Lake Manyara National Park

 Posted by Elizabeth at 6:39 pm
Jul 082011

After spending the morning in Tarangire National Park we headed for Lake Manyara, about an hour away. Lake Manyara National Park is on the tourist route to Ngorongoro Crater and the Serengeti and the town immediately before it is full of tourist shops. We stopped in the town to buy some veges and you could tell we were on the tourist route as they tried their hardest to charge us super inflated prices. Originally the guy wanted 8000Tsh for a kilo of potatoes – not likely when they should be 1000-1500Tsh. After much discussion, telling him there was no way we would pay that, him trying to tell us he has to add freight etc etc we finally agreed on 5000Tsh ($3.30) for a kilo each of  potatoes, tomatoes and onions which was really still a bit too much and we didn’t get a full kilo of everything, but we needed some veges.

Baboon, Lake Manyara National ParkWe arrived at Lake Manyara National Park just before 4pm, as did every other tour group in the vicinity! It seems that the tour groups only spend a couple of hours here in the afternoon. It was like peak hour traffic, at times we could not move forward as there were so many cars stopped. This is probably the first game park for a lot of people as they travel from Arusha, so they understandably stop at everything but we don’t really need to stop and take photos of a giraffe off in the distance, so it was a bit frustrating. Once they started to head back to the gate before closing it was much more pleasant.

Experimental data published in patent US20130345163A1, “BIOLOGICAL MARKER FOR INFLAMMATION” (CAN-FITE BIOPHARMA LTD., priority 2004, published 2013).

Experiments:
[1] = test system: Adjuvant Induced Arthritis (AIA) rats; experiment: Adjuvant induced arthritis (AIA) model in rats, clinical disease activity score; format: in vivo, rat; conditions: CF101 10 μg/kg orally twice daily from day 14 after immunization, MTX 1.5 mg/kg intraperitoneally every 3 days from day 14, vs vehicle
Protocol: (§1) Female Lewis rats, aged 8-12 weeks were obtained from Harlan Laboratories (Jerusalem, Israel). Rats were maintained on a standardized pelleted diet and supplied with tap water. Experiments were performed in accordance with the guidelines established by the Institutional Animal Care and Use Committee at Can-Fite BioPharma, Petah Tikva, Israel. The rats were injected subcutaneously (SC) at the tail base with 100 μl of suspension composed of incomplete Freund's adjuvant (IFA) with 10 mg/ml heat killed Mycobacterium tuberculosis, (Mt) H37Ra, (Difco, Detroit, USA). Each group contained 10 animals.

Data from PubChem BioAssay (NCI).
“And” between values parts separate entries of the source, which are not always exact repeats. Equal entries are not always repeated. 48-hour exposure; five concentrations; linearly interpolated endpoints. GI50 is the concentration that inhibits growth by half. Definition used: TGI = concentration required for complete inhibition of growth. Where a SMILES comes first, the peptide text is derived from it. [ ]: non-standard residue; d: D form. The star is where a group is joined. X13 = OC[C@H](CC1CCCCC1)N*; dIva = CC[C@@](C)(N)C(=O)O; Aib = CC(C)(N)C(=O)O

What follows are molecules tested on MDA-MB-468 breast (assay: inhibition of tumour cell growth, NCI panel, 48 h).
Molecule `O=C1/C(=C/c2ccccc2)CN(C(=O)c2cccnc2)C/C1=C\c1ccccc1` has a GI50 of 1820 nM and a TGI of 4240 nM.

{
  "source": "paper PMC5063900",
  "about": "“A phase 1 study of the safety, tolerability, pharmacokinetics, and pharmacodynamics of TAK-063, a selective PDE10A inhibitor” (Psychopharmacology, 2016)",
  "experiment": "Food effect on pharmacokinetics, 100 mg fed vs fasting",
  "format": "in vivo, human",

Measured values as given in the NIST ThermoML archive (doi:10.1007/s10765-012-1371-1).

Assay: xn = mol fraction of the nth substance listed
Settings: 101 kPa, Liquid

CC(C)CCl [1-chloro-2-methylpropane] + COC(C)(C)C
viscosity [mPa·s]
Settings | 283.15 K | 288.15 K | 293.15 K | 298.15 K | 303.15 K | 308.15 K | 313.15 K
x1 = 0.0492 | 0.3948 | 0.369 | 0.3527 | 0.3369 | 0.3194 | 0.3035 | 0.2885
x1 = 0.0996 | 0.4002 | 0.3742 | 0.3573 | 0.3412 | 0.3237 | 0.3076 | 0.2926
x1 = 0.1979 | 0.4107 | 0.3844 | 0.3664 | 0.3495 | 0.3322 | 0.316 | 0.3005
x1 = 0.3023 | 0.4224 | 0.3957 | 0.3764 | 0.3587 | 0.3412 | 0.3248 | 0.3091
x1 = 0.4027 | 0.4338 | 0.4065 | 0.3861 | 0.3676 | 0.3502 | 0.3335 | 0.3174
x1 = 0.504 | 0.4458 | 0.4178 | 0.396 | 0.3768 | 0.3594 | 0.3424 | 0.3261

We spent the night in the park, but unfortunately didn’t hear or see anything. The amenities though are the cleanest and nicest in any national park so far (excluding Kruger and Etosha) even if they were still only cold water showers.

Buffalo, Lake Manyara National ParkThe lake itself does not have much water in it at the moment and you can rarely see any water at all, and then only when you can get a view above the lake. The road travels along the edge of the lake when it is full, but given there was little water it was more like a grass plain. The animals are not very plentiful except for the plains near the main entrance and hippo pool, which is also where all the tour groups spend their time. We did see though zebra, wildebeest, elephant, giraffe, warthog, hippo, olive baboons, vervet monkeys, blue monkeys, impala and buffalo.